Ready for Prime Time
Phil, you ignorant slut.
Peter K. Kaiser, MD
—Paul Tornambe, MD
Borrowing heavily from Dan Aykroyd and Saturday Night Live, and with tongue firmly in cheek, Dr. Tornambe uttered these words in response to Phil Rosenfeld, MD, in a debate about macular degeneration treatment at one of the first Retinal Physician Symposiums.
It is this type of friendly banter among the faculty, and more importantly the audience, that makes RPS one of my favorite meetings of the year (Note: I am the program director).
Most retina meetings are an endless parade of didactic lectures with little or no time to question the presenters and even less time for the audience to tell them what they thought of the presentation or how it would fit into their practice.
RPS is different. Each lecture is scheduled for 20-30 minutes, but the presenters only gets half that time for their slides (and in many instances are stopped midtalk). Those of you who have attended RPS know what comes next.
The rest of the time is spent Phil Donahue style, with moderators walking around the audience asking questions and guiding debate. No one is safe in the audience, and by the end of the meeting, everyone is actively participating.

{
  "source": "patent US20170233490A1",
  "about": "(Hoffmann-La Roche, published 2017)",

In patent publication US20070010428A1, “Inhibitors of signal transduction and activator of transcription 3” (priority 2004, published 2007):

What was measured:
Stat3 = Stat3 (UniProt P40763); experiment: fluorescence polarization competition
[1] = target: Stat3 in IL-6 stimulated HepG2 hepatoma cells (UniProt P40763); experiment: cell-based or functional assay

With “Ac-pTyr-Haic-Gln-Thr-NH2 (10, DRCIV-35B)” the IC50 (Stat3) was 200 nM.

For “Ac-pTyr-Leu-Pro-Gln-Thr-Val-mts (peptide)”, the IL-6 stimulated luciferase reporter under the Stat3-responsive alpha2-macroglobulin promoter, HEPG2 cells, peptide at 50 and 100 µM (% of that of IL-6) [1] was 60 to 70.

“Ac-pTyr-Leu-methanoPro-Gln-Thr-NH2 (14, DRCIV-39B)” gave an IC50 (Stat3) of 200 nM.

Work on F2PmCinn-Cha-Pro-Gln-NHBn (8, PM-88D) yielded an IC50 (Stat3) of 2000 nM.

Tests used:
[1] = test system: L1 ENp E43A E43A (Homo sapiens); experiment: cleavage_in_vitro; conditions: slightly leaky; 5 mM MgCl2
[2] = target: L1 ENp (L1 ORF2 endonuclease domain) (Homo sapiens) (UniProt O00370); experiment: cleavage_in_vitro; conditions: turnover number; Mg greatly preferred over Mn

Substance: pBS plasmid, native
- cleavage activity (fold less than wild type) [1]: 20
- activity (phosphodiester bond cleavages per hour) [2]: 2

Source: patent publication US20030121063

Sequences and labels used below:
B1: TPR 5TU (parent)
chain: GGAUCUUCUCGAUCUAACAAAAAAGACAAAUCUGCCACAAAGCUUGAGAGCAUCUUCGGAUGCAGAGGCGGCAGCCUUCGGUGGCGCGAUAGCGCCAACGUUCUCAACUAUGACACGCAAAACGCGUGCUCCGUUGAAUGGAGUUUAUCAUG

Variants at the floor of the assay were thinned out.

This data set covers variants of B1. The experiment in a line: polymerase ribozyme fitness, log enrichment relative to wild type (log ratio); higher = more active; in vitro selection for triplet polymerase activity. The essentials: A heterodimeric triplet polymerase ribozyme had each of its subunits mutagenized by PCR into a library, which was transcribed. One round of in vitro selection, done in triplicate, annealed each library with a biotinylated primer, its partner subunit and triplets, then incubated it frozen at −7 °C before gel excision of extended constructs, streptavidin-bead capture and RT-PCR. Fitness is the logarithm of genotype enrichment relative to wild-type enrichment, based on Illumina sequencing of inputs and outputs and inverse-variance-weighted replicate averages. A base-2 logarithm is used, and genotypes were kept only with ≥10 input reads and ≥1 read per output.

The international participants add an extremely valuable view and often bring up points of which we never even thought. There is no question that these “debates” after each presentation are the best part of the meeting, and they are what make the faculty ask to come back year after year.
In another memorable moment, George Yancopoulos, MD, PhD, a brilliant physician and chief medical officer of Regeneron, (see “Innovation in Retina,” page 14), got into a debate about the conclusions of the CATT study. George is a quick study, and his understanding of the retina space is profound. What followed can only be described as legendary, with the audience, faculty, and George all weighing in.
Many have told me that this CATT debate was one of the most enlightening that they have ever witnessed. Similar discussions surround surgical videos and cases discussions. As everyone thinks they know the right way to do surgery, the debates often uncover new ways to do things and/or debunk others. Because a cocktail reception usually accompanies the end of the day, we can all relax, reconnect, and reflect on the days’ talks.
Next year marks the 10th anniversary of RPS, and we are heading to Washington, DC, for the first time, from May 16 to 18. I am looking forward to the presentations, debates, and camaraderie in our nation’s capital. Hope to see you there.
Retinal Physician, Volume: 10 , Issue: October 2013, page(s): 7